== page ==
Joseph Boniello, 12, was born with agenesis of the corpus collosum (ACC), a rare brain disorder that leaves many children dead or permanently disabled. The avid bowler was recently named a finalist in a sportsmanship essay contest presented by New York Sports Connection.
(NEW YORK) – July 14, 2016 – When Joseph Boniello, 12, became a finalist in a sportsmanship essay contest, the contest’s sponsor was impressed with his dedication to his favorite sport, bowling. Aaron Finkel, of New York Sports Connection, was even more impressed when he discovered that Joseph had overcome a rare birth defect that leaves some children unable to walk or talk. “We judge the essays anonymously,” Finkel explains, “so we didn’t learn of Joseph’s challenges until after he had been named a finalist.”
Presented by New York Sports Connection ― the City’s hub for youth sports ― the essay contest is in its second year and attracts entries from throughout the City from students and athletes ages 12 through 18. Joseph, who attends St. Luke’s School in Whitefield, was a finalist in the Sixth & Seventh Grade category.
Joseph was born with agenesis of the corpus collosum (ACC), a rare birth defect in which the two halves of the brain are not connected to each other because the band of nerves called the corpus collosum doesn’t form. His mother, Michelle Boniello, was told after his premature birth that children with his condition may not survive their first birthday. “If they do, they may not develop normally—may not walk, talk, or smile,” she adds. “Many have intellectual impairments or seizure disorders.” But the Bayside resident has beat all odds to become a good student, an avid bowler and baseball player who wants to be a professional bowler when he grows up.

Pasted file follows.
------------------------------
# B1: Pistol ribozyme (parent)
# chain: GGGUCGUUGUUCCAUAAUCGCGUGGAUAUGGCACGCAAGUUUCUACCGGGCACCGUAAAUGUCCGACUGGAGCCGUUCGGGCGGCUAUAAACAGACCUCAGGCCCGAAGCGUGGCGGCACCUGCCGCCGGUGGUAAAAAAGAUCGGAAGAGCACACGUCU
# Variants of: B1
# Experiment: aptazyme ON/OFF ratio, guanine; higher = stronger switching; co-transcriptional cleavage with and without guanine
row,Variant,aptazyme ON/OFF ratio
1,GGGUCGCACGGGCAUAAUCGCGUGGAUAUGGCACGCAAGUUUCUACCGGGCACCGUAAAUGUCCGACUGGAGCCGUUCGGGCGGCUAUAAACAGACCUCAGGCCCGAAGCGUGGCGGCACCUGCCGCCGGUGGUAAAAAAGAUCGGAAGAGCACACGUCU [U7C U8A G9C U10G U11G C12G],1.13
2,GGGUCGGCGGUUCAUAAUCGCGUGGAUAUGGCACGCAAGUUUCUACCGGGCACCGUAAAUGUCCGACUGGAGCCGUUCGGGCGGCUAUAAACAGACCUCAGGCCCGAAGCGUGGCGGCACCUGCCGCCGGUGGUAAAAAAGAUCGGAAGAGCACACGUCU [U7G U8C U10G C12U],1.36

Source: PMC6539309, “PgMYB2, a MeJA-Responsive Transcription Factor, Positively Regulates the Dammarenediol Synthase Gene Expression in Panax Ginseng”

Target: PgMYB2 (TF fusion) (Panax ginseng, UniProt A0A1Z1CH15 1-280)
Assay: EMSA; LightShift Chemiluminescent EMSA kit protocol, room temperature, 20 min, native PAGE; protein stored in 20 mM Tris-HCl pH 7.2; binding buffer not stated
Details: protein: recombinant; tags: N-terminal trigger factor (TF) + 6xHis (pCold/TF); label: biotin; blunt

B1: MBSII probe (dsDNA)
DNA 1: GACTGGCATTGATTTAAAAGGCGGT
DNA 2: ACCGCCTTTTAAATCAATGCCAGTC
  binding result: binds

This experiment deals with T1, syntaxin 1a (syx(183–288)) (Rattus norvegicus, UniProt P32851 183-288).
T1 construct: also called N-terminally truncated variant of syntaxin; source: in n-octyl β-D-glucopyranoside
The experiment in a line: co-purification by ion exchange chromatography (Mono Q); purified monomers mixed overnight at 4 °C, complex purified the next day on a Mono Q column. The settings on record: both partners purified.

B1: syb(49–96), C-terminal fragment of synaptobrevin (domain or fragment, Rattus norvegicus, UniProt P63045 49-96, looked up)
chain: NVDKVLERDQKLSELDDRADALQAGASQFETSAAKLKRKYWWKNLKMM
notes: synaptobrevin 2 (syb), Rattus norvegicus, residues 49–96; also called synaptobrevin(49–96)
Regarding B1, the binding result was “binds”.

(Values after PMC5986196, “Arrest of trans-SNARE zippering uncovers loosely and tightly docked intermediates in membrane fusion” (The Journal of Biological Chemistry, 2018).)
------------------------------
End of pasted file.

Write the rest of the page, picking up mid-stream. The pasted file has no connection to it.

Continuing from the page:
Joseph still faces daily obstacles. He finds the physical aspects of reading and writing difficult, so he learns by listening, and he dictated his winning essay to a special education tutor to type. Like many children born with ACC, Joseph also had hearing loss. He didn’t start talking until age two, after his hearing loss was finally diagnosed and corrected. “He hasn’t shut up since,” his mother jokes.
With extensive physical therapy and special education intervention, Joseph has excelled beyond all expectations. “We noticed when he was about three that he was very agile, which is remarkable because the two halves of his brain can’t coordinate with each other,” says Michelle. “He was riding a scooter at three, and at four he started bowling. He’s very passionate about it―his high score so far is a 210.”
Joseph’s accomplishments were recognized by contest judge Craig Carton, the WFAN radio sports talk legend and co-host of Boomer and Carton. After learning what Joseph had overcome to enter New York Sports Connection’s sportsmanship essay contest, Carton invited the young athlete, his older brother Justin―both fans of the show―and their mother Michelle to watch a live broadcast from the studio at the CBS flagship station. Carton and his co-host, Boomer Esiason, met and took pictures with their young fans during a commercial break during their broadcast on July 13, 2016.
“Sportsmanship is the respect we show to one another while playing the sports that we love,” Joseph says in his essay. “The word sportsmanship almost sounds like the word friendship, but in sports. Just as we would treat our friends with kindness and respect that is how we should treat our teammates or those we are playing with or against.”
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Note to Editors: Photos of Joseph Boniello with Craig Carton and Boomer Esiason are available from New York Sports Connection. Please contact Aaron Finkel for a copy.
Founded by a Manhattan father of two young athletes, NewYorkSportsConnection.com is the most comprehensive interactive resource for families and youth sports organizations in New York City. Users can search for information on sports leagues, teams, classes and activities, ask questions of others in the community, and read pertinent content on the local sports community. The site’s Weekly Sports Alert email keeps members up-to-date on upcoming deadlines for tryouts, sign-up/registration periods, clinics, camps and other sports-related events.